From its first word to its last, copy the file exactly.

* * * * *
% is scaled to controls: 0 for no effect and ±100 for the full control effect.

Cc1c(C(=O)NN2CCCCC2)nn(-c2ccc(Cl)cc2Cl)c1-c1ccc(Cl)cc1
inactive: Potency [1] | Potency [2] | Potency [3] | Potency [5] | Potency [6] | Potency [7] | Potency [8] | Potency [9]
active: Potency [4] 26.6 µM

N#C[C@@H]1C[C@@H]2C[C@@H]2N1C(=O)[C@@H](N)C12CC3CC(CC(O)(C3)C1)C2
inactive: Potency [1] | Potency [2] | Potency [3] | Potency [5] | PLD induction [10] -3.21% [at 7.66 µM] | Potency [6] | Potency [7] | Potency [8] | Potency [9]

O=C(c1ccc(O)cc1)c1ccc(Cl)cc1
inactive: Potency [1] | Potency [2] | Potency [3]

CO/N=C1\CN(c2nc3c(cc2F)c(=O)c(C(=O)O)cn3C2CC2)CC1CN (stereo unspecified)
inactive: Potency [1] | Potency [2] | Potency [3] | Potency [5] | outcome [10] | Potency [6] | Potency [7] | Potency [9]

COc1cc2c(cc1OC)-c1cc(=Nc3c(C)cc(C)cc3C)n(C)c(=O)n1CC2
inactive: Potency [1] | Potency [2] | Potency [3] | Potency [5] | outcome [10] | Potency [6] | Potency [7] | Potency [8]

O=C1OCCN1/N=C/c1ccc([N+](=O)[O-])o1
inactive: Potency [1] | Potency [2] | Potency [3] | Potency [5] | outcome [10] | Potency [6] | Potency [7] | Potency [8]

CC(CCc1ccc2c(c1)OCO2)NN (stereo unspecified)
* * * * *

% is scaled to controls: 0 for no effect and ±100 for the full control effect.

Cc1c(C(=O)NN2CCCCC2)nn(-c2ccc(Cl)cc2Cl)c1-c1ccc(Cl)cc1
inactive: Potency [1] | Potency [2] | Potency [3] | Potency [5] | Potency [6] | Potency [7] | Potency [8] | Potency [9]
active: Potency [4] 26.6 µM

N#C[C@@H]1C[C@@H]2C[C@@H]2N1C(=O)[C@@H](N)C12CC3CC(CC(O)(C3)C1)C2
inactive: Potency [1] | Potency [2] | Potency [3] | Potency [5] | PLD induction [10] -3.21% [at 7.66 µM] | Potency [6] | Potency [7] | Potency [8] | Potency [9]

O=C(c1ccc(O)cc1)c1ccc(Cl)cc1
inactive: Potency [1] | Potency [2] | Potency [3]

CO/N=C1\CN(c2nc3c(cc2F)c(=O)c(C(=O)O)cn3C2CC2)CC1CN (stereo unspecified)
inactive: Potency [1] | Potency [2] | Potency [3] | Potency [5] | outcome [10] | Potency [6] | Potency [7] | Potency [9]

COc1cc2c(cc1OC)-c1cc(=Nc3c(C)cc(C)cc3C)n(C)c(=O)n1CC2
inactive: Potency [1] | Potency [2] | Potency [3] | Potency [5] | outcome [10] | Potency [6] | Potency [7] | Potency [8]

O=C1OCCN1/N=C/c1ccc([N+](=O)[O-])o1
inactive: Potency [1] | Potency [2] | Potency [3] | Potency [5] | outcome [10] | Potency [6] | Potency [7] | Potency [8]

CC(CCc1ccc2c(c1)OCO2)NN (stereo unspecified)